Magazine article Momentum
Now Is a Good Time to Review NCEA's Statement on Accountability and Assessment in Catholic Education
In 2004, the board of directors of the National Catholic Educational Association approved a statement on accountability and assessment. This statement was developed initially by the association's staff and elected leadership groups in response to a request from the board's special committee on Catholic urban education.
After the board had published a strong statement in support of school choice the prior year, the committee observed that some who opposed the inclusion of Catholic schools in voucher initiatives have claimed that Catholic schools should be excluded because they are not accountable. Rejecting this misrepresentation, the association's statement on accountability and assessment makes it clear that Catholic educators in schools and parishes accept accountability to those they serve, to their sponsors and supporters and to the church and the civic community.
For Catholic educators, academic standards and assessments are seen as useful measures, within the context of a larger framework of accountability that includes attention to spiritual growth, participation in parish and community life and a commitment to service, in addition to academic achievement.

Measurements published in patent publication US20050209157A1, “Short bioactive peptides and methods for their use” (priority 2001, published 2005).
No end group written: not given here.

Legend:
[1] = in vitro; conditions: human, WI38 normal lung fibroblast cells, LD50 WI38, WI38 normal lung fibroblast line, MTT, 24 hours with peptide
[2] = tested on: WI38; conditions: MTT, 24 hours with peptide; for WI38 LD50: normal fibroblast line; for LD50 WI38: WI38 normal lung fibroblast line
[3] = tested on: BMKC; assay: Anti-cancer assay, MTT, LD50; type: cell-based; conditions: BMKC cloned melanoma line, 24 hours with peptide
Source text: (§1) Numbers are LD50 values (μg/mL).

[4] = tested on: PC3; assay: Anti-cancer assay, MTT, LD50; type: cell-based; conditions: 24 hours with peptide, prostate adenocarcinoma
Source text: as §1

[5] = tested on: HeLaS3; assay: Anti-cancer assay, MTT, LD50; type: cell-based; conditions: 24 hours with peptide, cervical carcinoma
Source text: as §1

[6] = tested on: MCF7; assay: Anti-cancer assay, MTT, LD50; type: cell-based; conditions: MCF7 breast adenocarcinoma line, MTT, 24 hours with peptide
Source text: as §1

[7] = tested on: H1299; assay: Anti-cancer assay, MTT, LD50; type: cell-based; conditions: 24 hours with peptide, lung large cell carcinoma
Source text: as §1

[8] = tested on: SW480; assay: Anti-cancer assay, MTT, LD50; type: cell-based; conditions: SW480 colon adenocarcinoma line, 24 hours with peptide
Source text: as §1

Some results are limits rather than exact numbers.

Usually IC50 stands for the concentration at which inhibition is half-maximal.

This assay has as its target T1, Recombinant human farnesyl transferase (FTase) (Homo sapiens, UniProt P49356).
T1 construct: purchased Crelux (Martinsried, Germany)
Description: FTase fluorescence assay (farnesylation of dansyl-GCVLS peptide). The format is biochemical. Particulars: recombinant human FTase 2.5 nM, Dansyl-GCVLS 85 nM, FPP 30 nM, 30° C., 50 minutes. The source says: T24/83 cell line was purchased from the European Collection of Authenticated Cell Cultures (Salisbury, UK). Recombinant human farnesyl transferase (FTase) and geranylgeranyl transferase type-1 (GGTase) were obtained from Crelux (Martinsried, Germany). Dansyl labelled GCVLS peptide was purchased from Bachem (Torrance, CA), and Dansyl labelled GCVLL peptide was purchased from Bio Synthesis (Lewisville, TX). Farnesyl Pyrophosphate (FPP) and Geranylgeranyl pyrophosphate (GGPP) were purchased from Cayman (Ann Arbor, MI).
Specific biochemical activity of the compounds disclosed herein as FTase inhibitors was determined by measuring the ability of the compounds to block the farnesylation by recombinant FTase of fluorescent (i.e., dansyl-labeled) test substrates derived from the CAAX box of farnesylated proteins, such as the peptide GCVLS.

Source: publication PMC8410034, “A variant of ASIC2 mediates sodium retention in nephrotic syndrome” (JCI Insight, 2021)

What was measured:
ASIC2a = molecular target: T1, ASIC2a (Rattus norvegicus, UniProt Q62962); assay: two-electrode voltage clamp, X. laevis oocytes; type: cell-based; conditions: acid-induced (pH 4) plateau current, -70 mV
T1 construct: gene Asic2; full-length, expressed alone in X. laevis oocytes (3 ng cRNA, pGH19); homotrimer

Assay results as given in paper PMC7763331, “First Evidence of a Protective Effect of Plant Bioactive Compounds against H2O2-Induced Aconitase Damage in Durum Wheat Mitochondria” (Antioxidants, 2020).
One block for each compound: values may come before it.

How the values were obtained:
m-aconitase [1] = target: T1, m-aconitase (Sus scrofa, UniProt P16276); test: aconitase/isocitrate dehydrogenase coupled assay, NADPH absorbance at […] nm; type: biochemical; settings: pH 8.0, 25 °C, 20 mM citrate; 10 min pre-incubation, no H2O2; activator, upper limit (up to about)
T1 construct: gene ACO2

Statement by the National Catholic Educational Association on Accountability and Assessment in Catholic Education
Catechesis and education are vital to the church and to the nation. As catechetical and educational ministers, our responsibility is to present both the Gospel message and an excellent educational program. Accountability and holistic assessment are, therefore, essential to that responsibility.
We hold a sacred trust to educate and form the whole person- mind, body and spirit. Accountability invites members of the community to share in the process of assessing the success of catechetical and educational programs, verifying "we are who we say we are." Accountability is essential to that sacred trust. We are accountable to:
* the Catholic community;
* civil society;
* all whom we serve, especially students, parents and guardians;
* our professional colleagues; and, ultimately, to one another.
Assessment is a means of measuring performance. It illustrates how well we are accomplishing our stated mission, goals and objectives to educate and form the whole person. …